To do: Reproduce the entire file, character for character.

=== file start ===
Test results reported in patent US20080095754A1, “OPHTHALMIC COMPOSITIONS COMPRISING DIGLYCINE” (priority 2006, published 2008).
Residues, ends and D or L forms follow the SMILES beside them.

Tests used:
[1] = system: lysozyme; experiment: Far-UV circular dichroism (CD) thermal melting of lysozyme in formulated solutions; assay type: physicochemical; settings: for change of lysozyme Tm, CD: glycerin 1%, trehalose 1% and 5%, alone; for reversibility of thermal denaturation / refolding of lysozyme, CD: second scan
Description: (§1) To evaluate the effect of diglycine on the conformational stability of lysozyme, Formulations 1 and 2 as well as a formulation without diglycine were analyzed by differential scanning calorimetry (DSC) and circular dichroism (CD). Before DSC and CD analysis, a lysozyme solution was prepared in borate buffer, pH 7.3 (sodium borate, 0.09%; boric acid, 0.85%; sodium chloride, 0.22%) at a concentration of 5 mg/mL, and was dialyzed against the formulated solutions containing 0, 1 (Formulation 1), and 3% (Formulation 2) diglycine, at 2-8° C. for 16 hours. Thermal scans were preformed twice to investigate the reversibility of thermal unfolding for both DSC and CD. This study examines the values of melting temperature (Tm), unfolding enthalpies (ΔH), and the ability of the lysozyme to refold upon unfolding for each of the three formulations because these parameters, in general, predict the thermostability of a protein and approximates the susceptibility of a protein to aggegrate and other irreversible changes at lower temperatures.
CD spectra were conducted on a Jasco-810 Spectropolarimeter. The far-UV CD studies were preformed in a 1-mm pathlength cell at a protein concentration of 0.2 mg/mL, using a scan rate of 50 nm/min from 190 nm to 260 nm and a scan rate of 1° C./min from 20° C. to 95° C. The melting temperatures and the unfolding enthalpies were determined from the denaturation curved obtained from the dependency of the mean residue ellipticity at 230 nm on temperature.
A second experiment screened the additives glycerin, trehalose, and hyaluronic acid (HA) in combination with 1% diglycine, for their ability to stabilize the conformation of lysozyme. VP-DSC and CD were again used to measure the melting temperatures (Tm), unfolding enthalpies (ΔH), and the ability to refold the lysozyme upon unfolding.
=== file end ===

Test results reported in patent US20080095754A1, “OPHTHALMIC COMPOSITIONS COMPRISING DIGLYCINE” (priority 2006, published 2008).
Residues, ends and D or L forms follow the SMILES beside them.

Tests used:
[1] = system: lysozyme; experiment: Far-UV circular dichroism (CD) thermal melting of lysozyme in formulated solutions; assay type: physicochemical; settings: for change of lysozyme Tm, CD: glycerin 1%, trehalose 1% and 5%, alone; for reversibility of thermal denaturation / refolding of lysozyme, CD: second scan
Description: (§1) To evaluate the effect of diglycine on the conformational stability of lysozyme, Formulations 1 and 2 as well as a formulation without diglycine were analyzed by differential scanning calorimetry (DSC) and circular dichroism (CD). Before DSC and CD analysis, a lysozyme solution was prepared in borate buffer, pH 7.3 (sodium borate, 0.09%; boric acid, 0.85%; sodium chloride, 0.22%) at a concentration of 5 mg/mL, and was dialyzed against the formulated solutions containing 0, 1 (Formulation 1), and 3% (Formulation 2) diglycine, at 2-8° C. for 16 hours. Thermal scans were preformed twice to investigate the reversibility of thermal unfolding for both DSC and CD. This study examines the values of melting temperature (Tm), unfolding enthalpies (ΔH), and the ability of the lysozyme to refold upon unfolding for each of the three formulations because these parameters, in general, predict the thermostability of a protein and approximates the susceptibility of a protein to aggegrate and other irreversible changes at lower temperatures.
CD spectra were conducted on a Jasco-810 Spectropolarimeter. The far-UV CD studies were preformed in a 1-mm pathlength cell at a protein concentration of 0.2 mg/mL, using a scan rate of 50 nm/min from 190 nm to 260 nm and a scan rate of 1° C./min from 20° C. to 95° C. The melting temperatures and the unfolding enthalpies were determined from the denaturation curved obtained from the dependency of the mean residue ellipticity at 230 nm on temperature.
A second experiment screened the additives glycerin, trehalose, and hyaluronic acid (HA) in combination with 1% diglycine, for their ability to stabilize the conformation of lysozyme. VP-DSC and CD were again used to measure the melting temperatures (Tm), unfolding enthalpies (ΔH), and the ability to refold the lysozyme upon unfolding.